With much of the planet either in lockdown or contemplating an imminent go back to it, it could be forgiven its bated breath since it awaits news updates on any little progress that may have been made towards creating a vaccine for Covid-19. A process which typically takes many years would seem to own been pared down to a scramble over a matter of months, and some 240 potential vaccines are presently under development in several places across the globe, including forty in clinical trials and nine in the final stages of testing.
For governments and their scientific advisors all bearing a tired aura of folks who’ve come to an end of ideas, a vaccine is without question the holy grail in the fight Covid. New restrictions imposed are invariably prefaced with the words “until we’ve a vaccine “.Of course new vaccines do not always work, and so it is necessary to sound the obligatory note of caution. But assuming a minumum of one does, what, realistically, is the better we can expect from it?
Are we expecting too much of a vaccine?
Assumptions are frequently made that a vaccine could be the panacea which will ultimately consign the ubiquitous SARS-CoV-2 to history. But are we possibly expecting too much of it, at the very least in early stages?
In the field of medicine there’s a concept called “sterilising immunity”, wherein a vaccinated individual can get total protection from the virus. But coronaviruses are rarely that co-operative โควิด. Instead it is much more likely that inoculation will give you efficacy at, say, 50%, meaning the vaccine will be a huge advance but it won’t make the virus disappear, at the very least not overnight.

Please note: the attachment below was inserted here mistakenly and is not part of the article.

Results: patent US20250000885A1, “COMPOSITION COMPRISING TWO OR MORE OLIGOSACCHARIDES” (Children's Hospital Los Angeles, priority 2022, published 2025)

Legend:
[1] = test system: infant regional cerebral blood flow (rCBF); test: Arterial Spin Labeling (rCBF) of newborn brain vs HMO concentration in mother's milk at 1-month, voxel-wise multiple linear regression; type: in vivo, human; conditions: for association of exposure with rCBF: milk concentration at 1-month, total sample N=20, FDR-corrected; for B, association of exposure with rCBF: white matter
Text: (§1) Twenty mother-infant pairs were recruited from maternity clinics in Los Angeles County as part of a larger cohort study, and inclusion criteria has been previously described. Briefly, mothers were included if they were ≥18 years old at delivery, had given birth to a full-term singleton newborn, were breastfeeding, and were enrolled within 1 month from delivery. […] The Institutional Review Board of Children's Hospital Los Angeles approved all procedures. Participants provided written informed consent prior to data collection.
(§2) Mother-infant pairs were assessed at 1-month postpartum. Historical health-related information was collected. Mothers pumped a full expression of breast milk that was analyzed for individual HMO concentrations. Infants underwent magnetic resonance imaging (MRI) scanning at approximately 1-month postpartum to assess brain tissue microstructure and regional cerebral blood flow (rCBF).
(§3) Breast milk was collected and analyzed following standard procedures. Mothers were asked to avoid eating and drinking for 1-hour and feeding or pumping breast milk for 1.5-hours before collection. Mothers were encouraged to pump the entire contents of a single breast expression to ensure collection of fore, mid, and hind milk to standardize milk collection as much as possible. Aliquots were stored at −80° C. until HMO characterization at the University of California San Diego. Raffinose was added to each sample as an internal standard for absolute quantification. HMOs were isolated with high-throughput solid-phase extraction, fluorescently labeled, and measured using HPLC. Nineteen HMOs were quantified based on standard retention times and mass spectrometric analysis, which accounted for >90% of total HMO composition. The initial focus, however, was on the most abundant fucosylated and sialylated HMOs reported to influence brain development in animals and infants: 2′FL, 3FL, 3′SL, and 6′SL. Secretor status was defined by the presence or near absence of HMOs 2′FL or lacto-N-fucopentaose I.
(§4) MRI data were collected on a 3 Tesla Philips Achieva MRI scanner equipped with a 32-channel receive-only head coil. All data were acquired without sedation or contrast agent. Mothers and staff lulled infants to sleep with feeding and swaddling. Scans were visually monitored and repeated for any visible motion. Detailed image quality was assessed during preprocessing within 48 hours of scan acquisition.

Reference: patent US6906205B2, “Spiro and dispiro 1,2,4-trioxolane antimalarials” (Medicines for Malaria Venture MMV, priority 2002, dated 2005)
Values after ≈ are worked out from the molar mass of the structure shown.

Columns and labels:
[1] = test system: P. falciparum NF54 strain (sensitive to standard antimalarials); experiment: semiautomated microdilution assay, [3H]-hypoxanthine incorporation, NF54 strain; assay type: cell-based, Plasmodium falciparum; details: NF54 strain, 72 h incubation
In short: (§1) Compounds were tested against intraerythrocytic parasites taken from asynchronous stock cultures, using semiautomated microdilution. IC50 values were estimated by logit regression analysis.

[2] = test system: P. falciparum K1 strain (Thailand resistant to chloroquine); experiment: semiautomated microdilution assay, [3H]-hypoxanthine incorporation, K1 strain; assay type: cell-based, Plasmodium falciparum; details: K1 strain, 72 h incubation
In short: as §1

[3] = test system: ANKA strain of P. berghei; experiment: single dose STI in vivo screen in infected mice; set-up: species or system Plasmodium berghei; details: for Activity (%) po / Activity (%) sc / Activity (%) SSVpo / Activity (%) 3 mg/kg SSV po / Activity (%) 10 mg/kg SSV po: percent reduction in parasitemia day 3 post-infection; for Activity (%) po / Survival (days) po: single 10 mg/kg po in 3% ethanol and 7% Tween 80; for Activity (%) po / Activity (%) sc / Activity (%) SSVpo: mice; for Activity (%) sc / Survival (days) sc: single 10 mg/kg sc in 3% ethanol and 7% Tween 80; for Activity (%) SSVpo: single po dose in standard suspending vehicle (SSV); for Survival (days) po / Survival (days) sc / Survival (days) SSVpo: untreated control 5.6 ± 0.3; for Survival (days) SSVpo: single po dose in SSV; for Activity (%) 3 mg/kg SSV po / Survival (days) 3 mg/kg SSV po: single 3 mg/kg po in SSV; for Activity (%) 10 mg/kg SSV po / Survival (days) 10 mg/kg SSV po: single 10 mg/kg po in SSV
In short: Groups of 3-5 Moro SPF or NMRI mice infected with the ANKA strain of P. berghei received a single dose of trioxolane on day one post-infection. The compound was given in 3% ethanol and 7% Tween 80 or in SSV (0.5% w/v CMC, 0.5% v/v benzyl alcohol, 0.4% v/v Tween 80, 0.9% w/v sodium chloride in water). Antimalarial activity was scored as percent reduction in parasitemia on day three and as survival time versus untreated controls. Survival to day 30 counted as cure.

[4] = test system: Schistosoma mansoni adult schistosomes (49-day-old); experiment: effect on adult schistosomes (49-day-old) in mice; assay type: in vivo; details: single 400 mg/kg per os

Possibly the most advanced of the Covid-19 vaccine projects presently under way is that being developed by Oxford University and AstraZeneca. Experiments undertaken in macaques as part of this project revealed that the vaccine protected the primates from developing pneumonia, but quantities of virus remained in the upper airways.
Candidate vaccines a possible game-changer
In spite of their likely imperfect performance the candidate vaccines, if they are successful even up to point, promise to be a game-changer. The reason being they both minimise the odds of the recipient becoming infected and also, if infection does occur, they reduce the seriousness of the problem that may develop. Thus it brings benefits on two fronts.
According to Vincent Munster, head of the virus ecology unit at the National Institute of Allergy and Infectious Diseases’Rocky Mountain Laboratories, who headed the investigation: “When we push the illness from pneumonia to a standard cold, then I think that is a huge step forward.”
Relegating Covid-19 to an unthreatening condition will end the requirement for restrictions to be imposed to safeguard health services, and pave just how for a come back to normal life and a rejuvenated economy.
Phil Andrews is a freelance English-language content writer specialising in articles, web content and blogging. He’s the writer of The Best Year Of Our Lives, a historical fiction novel occur 1976 about a small grouping of teenagers growing up in a restless West London suburb next to the River Thames.